I have sometimes thought that my two most momentous accomplishments while in office were first to persuade the Department to move Canada from the European Bureau, where it had been since Queen Victoria, to the Western Hemisphere, where it actually is. (Applause.) And second, to work with Ike Skelton, to name this building after Missouri’s greatest son. It was Harry Truman, of course, who said that if you can’t stand the heat, keep out of the kitchen. And when it comes to world affairs, the United States Department of State is the kitchen.

Those of you who are here with Secretary Rice still in the business of making foreign policy, I’ve told many of you how much I envy you. As daunting as the problems are, the challenge of representing our nation, defending its interests, working with friends, coping with adversaries, asking questions and making decisions is the best job I could ever imagine. For me, public service was an incredible privilege for which I will always be grateful to President Clinton for his trust, to the American people for having welcomed my family to these shores, and to the men and women of this Department for doing their utmost every day to advance our nation’s goals.

Looking now at the portrait, I have several reactions. The first is, thanks to the artist, Steven Polson, for producing such a brilliant work with limited material at hand. (Laughter.) When I was in office, I was called everything from a snake to a witch, to elderly but dangerous. (Laughter.) Steven did a marvelous job of concealing each of those qualities. (Laughter.) So to Steven, who is right there, I say thank you. (Applause.)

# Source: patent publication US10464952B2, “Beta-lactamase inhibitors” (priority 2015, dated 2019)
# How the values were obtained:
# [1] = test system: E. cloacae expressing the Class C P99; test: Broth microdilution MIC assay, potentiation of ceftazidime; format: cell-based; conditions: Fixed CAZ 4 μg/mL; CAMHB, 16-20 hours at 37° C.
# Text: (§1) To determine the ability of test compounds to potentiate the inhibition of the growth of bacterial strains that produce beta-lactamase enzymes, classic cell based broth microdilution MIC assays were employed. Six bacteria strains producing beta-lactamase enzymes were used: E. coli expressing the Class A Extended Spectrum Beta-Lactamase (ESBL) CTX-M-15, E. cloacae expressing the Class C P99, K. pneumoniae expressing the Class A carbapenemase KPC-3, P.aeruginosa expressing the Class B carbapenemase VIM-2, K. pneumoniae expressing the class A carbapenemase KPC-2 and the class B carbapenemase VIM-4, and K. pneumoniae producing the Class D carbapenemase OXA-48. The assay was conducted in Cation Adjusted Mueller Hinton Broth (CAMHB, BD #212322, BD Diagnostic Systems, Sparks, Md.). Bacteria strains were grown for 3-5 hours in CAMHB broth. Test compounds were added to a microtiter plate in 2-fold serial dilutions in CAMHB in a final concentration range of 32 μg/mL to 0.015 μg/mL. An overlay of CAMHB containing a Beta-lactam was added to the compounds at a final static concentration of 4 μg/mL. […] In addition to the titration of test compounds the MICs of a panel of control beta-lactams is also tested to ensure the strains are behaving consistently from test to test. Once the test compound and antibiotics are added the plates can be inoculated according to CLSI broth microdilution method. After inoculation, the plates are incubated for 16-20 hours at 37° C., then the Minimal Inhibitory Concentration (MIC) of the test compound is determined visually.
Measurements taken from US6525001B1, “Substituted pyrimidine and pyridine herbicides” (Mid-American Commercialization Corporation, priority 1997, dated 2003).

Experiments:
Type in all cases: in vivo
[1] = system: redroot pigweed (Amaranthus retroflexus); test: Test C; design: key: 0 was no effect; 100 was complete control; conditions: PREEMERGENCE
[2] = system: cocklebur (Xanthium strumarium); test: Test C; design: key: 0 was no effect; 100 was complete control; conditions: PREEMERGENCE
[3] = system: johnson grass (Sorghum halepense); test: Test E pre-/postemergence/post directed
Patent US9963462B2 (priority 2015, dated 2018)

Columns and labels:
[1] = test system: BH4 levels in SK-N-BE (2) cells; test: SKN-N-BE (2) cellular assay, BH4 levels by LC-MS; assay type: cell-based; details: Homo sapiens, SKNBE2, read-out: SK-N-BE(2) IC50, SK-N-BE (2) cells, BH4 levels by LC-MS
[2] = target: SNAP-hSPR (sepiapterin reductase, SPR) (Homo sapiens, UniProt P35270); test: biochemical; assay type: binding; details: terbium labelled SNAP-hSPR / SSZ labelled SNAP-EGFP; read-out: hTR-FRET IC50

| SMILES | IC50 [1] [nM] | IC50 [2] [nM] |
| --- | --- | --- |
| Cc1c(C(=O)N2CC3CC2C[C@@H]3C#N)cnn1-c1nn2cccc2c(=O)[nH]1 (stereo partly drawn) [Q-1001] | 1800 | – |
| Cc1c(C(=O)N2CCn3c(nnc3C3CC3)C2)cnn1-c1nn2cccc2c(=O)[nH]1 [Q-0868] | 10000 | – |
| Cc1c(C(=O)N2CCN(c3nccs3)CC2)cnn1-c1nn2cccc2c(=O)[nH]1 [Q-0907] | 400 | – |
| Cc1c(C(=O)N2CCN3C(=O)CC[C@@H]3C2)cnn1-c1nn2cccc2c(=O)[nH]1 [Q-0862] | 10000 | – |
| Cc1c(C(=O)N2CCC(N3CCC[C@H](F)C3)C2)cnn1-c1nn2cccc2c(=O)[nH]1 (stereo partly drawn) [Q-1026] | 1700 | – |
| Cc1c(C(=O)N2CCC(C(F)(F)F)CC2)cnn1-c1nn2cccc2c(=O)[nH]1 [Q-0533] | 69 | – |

And also to Ann Fader and Laurie Lushack for helping to guide me through this unbelievable process. I must say, though, that I found it a little strange posing for a portrait. It's hard enough to fill a job once held by Thomas Jefferson. It's even harder to make like Mona Lisa or, for that matter, Whistler's Mother. (Laughter.)

But I couldn't help but be conscious of history. On my first day as Secretary, after being sworn in, I walked down the corridor to my new office. And in so doing, I had to pass by the paintings of all those men with whiskers and suits, and I was worried that somebody would call out Diplomatic Security. (Laughter.) In the future, my portrait and that of Secretary Rice, and who knows which of our sisters, will compete for space with the men. And I don't know, Condi, when this portrait goes up maybe the walls will shake. (Laughter.) It may have taken more than 200 years, but as Secretary Rice says, since the millennium began, fully two-thirds of American Secretaries of State have been women. (Laughter and applause.)